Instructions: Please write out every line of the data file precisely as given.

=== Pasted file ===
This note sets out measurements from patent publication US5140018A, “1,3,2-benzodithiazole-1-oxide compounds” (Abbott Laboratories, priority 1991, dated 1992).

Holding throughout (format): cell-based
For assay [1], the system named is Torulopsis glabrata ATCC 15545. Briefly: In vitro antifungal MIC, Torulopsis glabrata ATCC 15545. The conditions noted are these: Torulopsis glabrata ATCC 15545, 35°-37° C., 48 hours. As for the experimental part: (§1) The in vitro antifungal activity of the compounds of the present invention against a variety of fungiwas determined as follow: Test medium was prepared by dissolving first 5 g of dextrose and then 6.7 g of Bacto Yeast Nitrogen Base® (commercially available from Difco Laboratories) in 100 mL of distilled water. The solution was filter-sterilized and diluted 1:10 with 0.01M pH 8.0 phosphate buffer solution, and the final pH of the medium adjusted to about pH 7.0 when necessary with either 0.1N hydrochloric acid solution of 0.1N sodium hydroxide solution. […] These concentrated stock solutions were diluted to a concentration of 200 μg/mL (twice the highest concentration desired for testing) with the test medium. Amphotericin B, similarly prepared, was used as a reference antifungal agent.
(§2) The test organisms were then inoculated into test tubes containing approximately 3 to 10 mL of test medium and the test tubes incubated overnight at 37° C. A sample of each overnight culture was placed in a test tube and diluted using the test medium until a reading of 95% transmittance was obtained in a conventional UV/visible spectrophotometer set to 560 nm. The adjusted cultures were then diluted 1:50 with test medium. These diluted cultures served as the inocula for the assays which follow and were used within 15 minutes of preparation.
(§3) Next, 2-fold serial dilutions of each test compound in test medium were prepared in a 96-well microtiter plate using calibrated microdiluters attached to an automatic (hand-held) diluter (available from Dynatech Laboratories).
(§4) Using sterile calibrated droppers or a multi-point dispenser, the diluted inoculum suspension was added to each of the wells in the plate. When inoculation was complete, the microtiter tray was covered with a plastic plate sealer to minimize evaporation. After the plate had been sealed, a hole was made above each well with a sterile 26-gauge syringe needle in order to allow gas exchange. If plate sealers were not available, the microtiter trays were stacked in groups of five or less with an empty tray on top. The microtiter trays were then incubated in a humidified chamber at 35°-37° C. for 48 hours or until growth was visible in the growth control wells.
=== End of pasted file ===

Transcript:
This note sets out measurements from patent publication US5140018A, “1,3,2-benzodithiazole-1-oxide compounds” (Abbott Laboratories, priority 1991, dated 1992).

Holding throughout (format): cell-based
For assay [1], the system named is Torulopsis glabrata ATCC 15545. Briefly: In vitro antifungal MIC, Torulopsis glabrata ATCC 15545. The conditions noted are these: Torulopsis glabrata ATCC 15545, 35°-37° C., 48 hours. As for the experimental part: (§1) The in vitro antifungal activity of the compounds of the present invention against a variety of fungiwas determined as follow: Test medium was prepared by dissolving first 5 g of dextrose and then 6.7 g of Bacto Yeast Nitrogen Base® (commercially available from Difco Laboratories) in 100 mL of distilled water. The solution was filter-sterilized and diluted 1:10 with 0.01M pH 8.0 phosphate buffer solution, and the final pH of the medium adjusted to about pH 7.0 when necessary with either 0.1N hydrochloric acid solution of 0.1N sodium hydroxide solution. […] These concentrated stock solutions were diluted to a concentration of 200 μg/mL (twice the highest concentration desired for testing) with the test medium. Amphotericin B, similarly prepared, was used as a reference antifungal agent.
(§2) The test organisms were then inoculated into test tubes containing approximately 3 to 10 mL of test medium and the test tubes incubated overnight at 37° C. A sample of each overnight culture was placed in a test tube and diluted using the test medium until a reading of 95% transmittance was obtained in a conventional UV/visible spectrophotometer set to 560 nm. The adjusted cultures were then diluted 1:50 with test medium. These diluted cultures served as the inocula for the assays which follow and were used within 15 minutes of preparation.
(§3) Next, 2-fold serial dilutions of each test compound in test medium were prepared in a 96-well microtiter plate using calibrated microdiluters attached to an automatic (hand-held) diluter (available from Dynatech Laboratories).
(§4) Using sterile calibrated droppers or a multi-point dispenser, the diluted inoculum suspension was added to each of the wells in the plate. When inoculation was complete, the microtiter tray was covered with a plastic plate sealer to minimize evaporation. After the plate had been sealed, a hole was made above each well with a sterile 26-gauge syringe needle in order to allow gas exchange. If plate sealers were not available, the microtiter trays were stacked in groups of five or less with an empty tray on top. The microtiter trays were then incubated in a humidified chamber at 35°-37° C. for 48 hours or until growth was visible in the growth control wells.